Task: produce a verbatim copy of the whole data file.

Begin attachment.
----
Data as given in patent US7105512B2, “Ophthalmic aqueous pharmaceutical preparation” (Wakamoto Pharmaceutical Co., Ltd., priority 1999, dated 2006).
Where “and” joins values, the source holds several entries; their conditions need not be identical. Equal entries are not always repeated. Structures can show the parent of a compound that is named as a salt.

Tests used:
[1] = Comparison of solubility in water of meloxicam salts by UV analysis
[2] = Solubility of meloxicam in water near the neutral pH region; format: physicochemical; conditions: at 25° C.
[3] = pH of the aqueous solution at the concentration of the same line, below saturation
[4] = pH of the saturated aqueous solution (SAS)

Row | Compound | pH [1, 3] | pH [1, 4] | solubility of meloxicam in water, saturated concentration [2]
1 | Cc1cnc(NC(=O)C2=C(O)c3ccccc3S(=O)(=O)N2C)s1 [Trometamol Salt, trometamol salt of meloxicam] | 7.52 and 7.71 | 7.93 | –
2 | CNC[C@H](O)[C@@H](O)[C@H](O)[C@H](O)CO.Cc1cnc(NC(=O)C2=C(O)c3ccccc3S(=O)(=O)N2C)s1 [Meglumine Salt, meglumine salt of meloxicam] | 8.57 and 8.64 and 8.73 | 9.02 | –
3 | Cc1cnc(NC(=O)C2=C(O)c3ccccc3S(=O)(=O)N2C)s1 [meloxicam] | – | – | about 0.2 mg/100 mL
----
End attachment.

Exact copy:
Data as given in patent US7105512B2, “Ophthalmic aqueous pharmaceutical preparation” (Wakamoto Pharmaceutical Co., Ltd., priority 1999, dated 2006).
Where “and” joins values, the source holds several entries; their conditions need not be identical. Equal entries are not always repeated. Structures can show the parent of a compound that is named as a salt.

Tests used:
[1] = Comparison of solubility in water of meloxicam salts by UV analysis
[2] = Solubility of meloxicam in water near the neutral pH region; format: physicochemical; conditions: at 25° C.
[3] = pH of the aqueous solution at the concentration of the same line, below saturation
[4] = pH of the saturated aqueous solution (SAS)

Row | Compound | pH [1, 3] | pH [1, 4] | solubility of meloxicam in water, saturated concentration [2]
1 | Cc1cnc(NC(=O)C2=C(O)c3ccccc3S(=O)(=O)N2C)s1 [Trometamol Salt, trometamol salt of meloxicam] | 7.52 and 7.71 | 7.93 | –
2 | CNC[C@H](O)[C@@H](O)[C@H](O)[C@H](O)CO.Cc1cnc(NC(=O)C2=C(O)c3ccccc3S(=O)(=O)N2C)s1 [Meglumine Salt, meglumine salt of meloxicam] | 8.57 and 8.64 and 8.73 | 9.02 | –
3 | Cc1cnc(NC(=O)C2=C(O)c3ccccc3S(=O)(=O)N2C)s1 [meloxicam] | – | – | about 0.2 mg/100 mL